Official onboarding usually focuses on quickly getting employees onto company systems rather than educating them on the company’s values and culture. When official onboarding stops, new hires learn the culture from tenured employees.

Despite having an innovative culture, your tenured employees may not display this culture in times of pressure. Pressure can result in new hires being asked to quickly finish required but menial tasks, ones that often require copying what has been done before them.

This risks new hires learning a culture in which you only copy what has done before to be successful. This is a good strategy for a firm to find incremental success, but not to foster innovative individuals who take risks.

At my last job, snail mail letters were sent to users to induce behavior change. During onboarding, new hires were asked to set up logins, profiles and learn the processes behind the business.

Then the first tasks of new hires involved understanding the science behind the effectiveness of these letters and participating in meetings where the next iteration of letters were brainstormed. The iterations usually consisted of small graphical improvements and changes to the copy.

Despite consistent lack of success in creating the desired changes, the design was never significantly tweaked nor the concept behind the letters challenged. The team, bigger now with the new hires assimilated, continued to use the same basic design. Even brainstorming for large-scale changes was never seriously considered.

(3) Onboarding’s treatment of new hires newness creates employees who fear rather than embrace what they do not know. New hires are aware of their knowledge gap and its potential to affect their early success.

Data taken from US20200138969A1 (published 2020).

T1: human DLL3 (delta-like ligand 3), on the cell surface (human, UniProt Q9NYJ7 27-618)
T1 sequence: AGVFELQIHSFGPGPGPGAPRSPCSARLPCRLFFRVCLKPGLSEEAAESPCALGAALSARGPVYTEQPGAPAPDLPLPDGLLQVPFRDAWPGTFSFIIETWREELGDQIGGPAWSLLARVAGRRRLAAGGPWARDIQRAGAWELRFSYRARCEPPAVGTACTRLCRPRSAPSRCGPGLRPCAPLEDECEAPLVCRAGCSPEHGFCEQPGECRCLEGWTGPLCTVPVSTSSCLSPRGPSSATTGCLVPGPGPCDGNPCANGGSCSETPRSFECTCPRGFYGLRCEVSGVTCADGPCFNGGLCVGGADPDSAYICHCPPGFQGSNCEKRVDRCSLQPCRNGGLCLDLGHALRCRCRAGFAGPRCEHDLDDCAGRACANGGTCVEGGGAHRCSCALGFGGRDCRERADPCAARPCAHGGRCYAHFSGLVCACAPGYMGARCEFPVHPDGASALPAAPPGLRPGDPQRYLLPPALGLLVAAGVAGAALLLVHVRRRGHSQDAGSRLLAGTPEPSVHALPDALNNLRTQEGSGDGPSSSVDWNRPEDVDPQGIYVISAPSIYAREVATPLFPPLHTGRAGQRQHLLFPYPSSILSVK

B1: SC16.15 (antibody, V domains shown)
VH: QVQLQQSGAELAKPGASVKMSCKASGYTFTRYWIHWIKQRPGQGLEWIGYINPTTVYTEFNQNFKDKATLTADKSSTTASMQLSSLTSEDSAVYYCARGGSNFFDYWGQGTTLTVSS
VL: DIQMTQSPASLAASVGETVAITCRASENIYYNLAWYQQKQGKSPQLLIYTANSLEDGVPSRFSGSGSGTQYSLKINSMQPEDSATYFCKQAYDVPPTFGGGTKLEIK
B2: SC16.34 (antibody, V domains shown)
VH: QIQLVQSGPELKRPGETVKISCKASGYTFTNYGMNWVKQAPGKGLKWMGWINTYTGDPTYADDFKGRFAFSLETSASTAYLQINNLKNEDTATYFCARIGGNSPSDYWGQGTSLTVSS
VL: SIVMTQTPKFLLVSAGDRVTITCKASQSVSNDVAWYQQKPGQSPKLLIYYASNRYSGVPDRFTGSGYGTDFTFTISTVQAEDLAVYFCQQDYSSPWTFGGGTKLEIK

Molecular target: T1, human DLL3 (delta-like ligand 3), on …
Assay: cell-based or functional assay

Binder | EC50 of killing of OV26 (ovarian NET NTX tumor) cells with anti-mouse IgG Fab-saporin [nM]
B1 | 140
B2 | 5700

During official onboarding, there is no recognition of the likelihood of their failure. However, tenured employees recognize new hire’s inexperience and the likelihood of mistakes and, as a result, put forward fewer opportunities to work on critical projects.

This creates a situation where new hires are not given the opportunity to learn how to operate in the face of the unknown. The result of this treatment is that employees will not know how perform in the face of the unknown. The likely outcome is that employees will look to copy what has worked before rather than face potential failure by blazing a new trail.

At the same company mentioned above, unknowns were faced everyday. I was lucky to have learned to deal with ambiguity when working on my own startup. But others were not so lucky. When employees without the experience of dealing with ambiguity were put on projects, the projects were often riddled with hidden unknowns.

This is a situation where teams are not even aware they are dealing with a new situation. These projects often came to a point where an outsider would notice a completion gap and the time pressure required a quick fix solution. These quick fixes generally involved the unimaginative copying of an old solution. The equivalent of fitting a square peg in a round hole.

One might object to the idea that employees should be given the same privilege to fail as founders and executives. Could a valid strategy be to leave the innovation to the founders and upper management, while letting lower level employees focus on smaller more incremental successes?

While this is an interesting argument, innovation rarely comes solely from the top down, and reducing the ability of bottom up innovation is a poor strategy. Businesses know that bottom up innovation is important. This is clear as shown by the popularity of “ship it day”.

These are days where for 24 hours employees form teams to build whatever they want, or create something that they believe will help the business. The Post-It note was famously created on a day like this.

Another objection might be aimed specifically at the concept of giving new employees, those with the least knowledge of the business, the perception that failure is acceptable.

There are two issues with this perspective. The first, is that the newness of new hires gives them the unique advantage of an outsider’s perspective. This perspective should be capitalized. The ability of new hires to bring a new perspective to the table may erode as they become accustomed to the company culture.